The New York Times published a feature on the child care crisis emerging out of the pandemic-induced economic collapse, using New York City as an example of how reopening plans and conflicts with child care in the fall could present a huge barrier to rebuilding the economy. The article broaches the concern that the country doesn’t have a “serious solution” for a child care crisis.
“Business and union leaders say the city needs to mount a kind of Marshall Plan-like effort to find child care for many of the system’s 1.1 million students when they are not in classrooms,” the article says. “They said there was no way the economy … could fully return to normal if parents had no choice but to stay at home to watch their children.”
Additionally, the article points out that many families won’t find out which days their children can attend school until August, which will make informing employers about schedules complicated. Parents have “expressed confusion and anxiety about the prospect of a part-time return to schools without a child care plan,” and compromised work schedules could cause financial instability for families, the article says, concluding that “For now, working families are left in limbo, fearful for their own livelihoods and for the city’s future.”
As illustrated in the “Quality Child Care” section of our Minnesota Equity Blueprint, Minnesota (and much of the country) was experiencing the likes of a child care crisis before COVID-19 hit — the pandemic simply further exposed and exacerbated that crisis. A graphic in this section of the Blueprint shows that in most counties in Minnesota, prior to the pandemic, a family of four with two working parents can still have annual child care costs exceeding a mortgage payment.
Nancy Jost, the Director of Early Childhood at West Central Initiative, said availability and fear of exposure to COVID-19, affordability of food and cleaning supplies, not having a big enough staff or having too many on staff, navigating finances, and keeping up with all of the CDC guidelines are just some of the major stressors many child care providers are coping with during this time. We expect so much of the people caring for and educating children while parents are at work, but consistently take them for granted; we show women, and particularly women of color, that we don’t value their work by not adequately compensating them. And as we’re expressing gratitude to healthcare professionals, transportation workers, grocery store employees and so many other essential workers, we often leave out people working in child care. “Rarely do you ever hear child care providers mentioned in those thank yous,” Nancy said. But there is hope, if we put our minds to it, she said. Right now, Early Childhood Initiatives in counties across west central Minnesota are partnering with child care providers, supplying them with food, cleaning supplies, masks, diapers and gift cards, creating kits to assist children with online learning and giving out grants.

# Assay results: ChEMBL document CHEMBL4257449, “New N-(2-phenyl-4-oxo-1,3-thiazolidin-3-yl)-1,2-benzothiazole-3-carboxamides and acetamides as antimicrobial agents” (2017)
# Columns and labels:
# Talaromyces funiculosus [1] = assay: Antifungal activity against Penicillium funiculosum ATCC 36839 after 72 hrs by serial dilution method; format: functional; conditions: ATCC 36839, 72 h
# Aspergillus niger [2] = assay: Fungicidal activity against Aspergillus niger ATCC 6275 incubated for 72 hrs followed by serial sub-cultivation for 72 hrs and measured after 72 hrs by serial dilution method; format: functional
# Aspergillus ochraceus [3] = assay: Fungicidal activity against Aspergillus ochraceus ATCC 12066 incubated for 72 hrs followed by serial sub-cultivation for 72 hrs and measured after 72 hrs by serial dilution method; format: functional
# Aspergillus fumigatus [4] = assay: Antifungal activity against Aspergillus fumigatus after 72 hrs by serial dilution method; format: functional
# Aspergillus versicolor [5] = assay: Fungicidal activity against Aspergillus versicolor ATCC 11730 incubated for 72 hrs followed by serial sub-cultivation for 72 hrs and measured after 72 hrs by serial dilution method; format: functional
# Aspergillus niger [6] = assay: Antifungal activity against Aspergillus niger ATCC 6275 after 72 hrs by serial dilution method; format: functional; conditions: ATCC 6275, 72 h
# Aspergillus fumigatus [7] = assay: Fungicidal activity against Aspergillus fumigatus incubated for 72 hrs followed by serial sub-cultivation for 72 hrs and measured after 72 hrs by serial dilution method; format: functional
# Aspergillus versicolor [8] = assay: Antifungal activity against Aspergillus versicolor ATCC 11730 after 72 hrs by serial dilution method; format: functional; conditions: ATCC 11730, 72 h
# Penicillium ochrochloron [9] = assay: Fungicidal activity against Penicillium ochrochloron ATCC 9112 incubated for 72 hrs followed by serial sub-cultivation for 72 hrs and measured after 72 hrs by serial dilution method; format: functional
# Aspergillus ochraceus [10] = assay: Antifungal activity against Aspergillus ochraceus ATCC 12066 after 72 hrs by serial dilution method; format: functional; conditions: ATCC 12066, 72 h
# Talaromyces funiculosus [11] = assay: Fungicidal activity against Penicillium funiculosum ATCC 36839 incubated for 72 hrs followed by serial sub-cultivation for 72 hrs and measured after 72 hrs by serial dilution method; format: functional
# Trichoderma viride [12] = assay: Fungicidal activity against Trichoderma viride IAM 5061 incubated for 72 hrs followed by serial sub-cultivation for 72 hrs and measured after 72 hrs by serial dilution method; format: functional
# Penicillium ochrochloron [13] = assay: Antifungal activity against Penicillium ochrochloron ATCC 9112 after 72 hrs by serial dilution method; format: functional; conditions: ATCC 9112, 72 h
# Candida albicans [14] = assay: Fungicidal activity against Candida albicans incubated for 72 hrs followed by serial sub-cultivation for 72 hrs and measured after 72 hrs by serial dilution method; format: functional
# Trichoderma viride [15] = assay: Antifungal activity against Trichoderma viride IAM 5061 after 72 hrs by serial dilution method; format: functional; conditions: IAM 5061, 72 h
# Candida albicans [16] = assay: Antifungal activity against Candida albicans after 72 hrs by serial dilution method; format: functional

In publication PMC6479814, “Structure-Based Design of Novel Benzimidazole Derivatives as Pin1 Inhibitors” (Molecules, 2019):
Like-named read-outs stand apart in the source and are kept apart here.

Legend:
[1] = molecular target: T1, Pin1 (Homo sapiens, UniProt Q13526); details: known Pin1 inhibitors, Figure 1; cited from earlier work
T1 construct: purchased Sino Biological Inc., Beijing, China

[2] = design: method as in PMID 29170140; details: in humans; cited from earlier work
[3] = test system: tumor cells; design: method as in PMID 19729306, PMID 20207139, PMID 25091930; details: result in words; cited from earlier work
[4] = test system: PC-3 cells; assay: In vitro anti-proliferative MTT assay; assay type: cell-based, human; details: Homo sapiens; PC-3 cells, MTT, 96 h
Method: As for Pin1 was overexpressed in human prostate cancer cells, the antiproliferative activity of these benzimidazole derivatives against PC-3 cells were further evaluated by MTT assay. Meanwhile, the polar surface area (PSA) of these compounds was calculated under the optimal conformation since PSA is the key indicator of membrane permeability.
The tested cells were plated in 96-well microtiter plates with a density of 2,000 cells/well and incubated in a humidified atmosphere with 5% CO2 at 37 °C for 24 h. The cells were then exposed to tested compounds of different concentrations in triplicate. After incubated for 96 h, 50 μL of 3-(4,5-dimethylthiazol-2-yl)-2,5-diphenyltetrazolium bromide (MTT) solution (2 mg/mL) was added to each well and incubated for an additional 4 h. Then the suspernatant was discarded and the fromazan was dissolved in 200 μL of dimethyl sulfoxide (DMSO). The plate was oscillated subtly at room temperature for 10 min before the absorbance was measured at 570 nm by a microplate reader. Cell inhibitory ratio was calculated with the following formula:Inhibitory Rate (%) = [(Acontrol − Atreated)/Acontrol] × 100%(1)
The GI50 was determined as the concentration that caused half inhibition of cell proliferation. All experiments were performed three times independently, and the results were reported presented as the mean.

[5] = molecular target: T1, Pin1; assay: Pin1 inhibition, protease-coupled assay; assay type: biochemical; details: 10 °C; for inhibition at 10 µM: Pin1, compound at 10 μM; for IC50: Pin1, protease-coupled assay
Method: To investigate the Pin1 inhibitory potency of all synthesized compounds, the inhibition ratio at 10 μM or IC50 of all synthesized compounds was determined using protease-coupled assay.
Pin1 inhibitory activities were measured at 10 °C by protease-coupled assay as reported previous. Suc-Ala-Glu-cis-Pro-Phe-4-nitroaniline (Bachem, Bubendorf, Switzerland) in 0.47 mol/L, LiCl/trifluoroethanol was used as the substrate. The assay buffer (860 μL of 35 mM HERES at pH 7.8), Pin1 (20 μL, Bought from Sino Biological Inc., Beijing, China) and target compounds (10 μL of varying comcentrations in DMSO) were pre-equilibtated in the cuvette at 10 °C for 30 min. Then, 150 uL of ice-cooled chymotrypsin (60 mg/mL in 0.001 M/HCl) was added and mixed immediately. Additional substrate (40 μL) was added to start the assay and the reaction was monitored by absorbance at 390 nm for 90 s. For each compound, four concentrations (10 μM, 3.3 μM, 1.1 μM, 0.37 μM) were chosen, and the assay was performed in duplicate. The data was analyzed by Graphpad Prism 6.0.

Under the COVID-19 Public Health Support Funds for Child Care, the state of Minnesota's Department of Human Services is now issuing $56.6 million in funds to eligible child care providers. According to a news story from the Minnesota Department of Health, licensed family child care providers can receive up to $1,200 and licensed centers up to $8,500 each month for July, August and September. To receive the funding, providers must show they were “operating and serving children as of June 15, 2020, and attest to remaining open and serving children for the duration of the funding period, among other criteria,” the story says. The Center for Disease Control also offers a guide for child care programs remaining open during the pandemic, outlining strategies and resources to keep everyone safe and healthy.
A MinnPost opinion piece written by Jan Kruchoski and Fred Senn lays out how the pandemic will aggravate both achievement gaps and a lack of quality child care in Minnesota.
Before the pandemic, “Minnesota families already had a significant shortage, with only two quality child-care slots available for every 10 children under age 5 on average… A March 2020 survey by the National Association for the Education of Young Children (NAEYC) found that 55 percent of Minnesota child-care programs can’t survive more than a two-week shutdown without public support,” the article says.
Kruchoski and Senn propose funding quality child care for children in low-income families and for the children of middle-income workers through Early Learning Scholarships and the Child Care Assistance Program, additional Peacetime Emergency Child Care Grants from the state, and rewarding child care providers who utilize “pandemic-specific quality best practices.”
“Without child care, many essential workers … can’t work. Without child care, many nonessential workers can’t go back to work to fuel a desperately needed economic recovery. Without child care, Minnesota can’t have the educated workforce we need for successful communities and global competitiveness,” the article urges.
“Child care is more than a family issue … it’s also a societal issue.” - Nancy Jost, Director of Early Childhood at West Central Initiative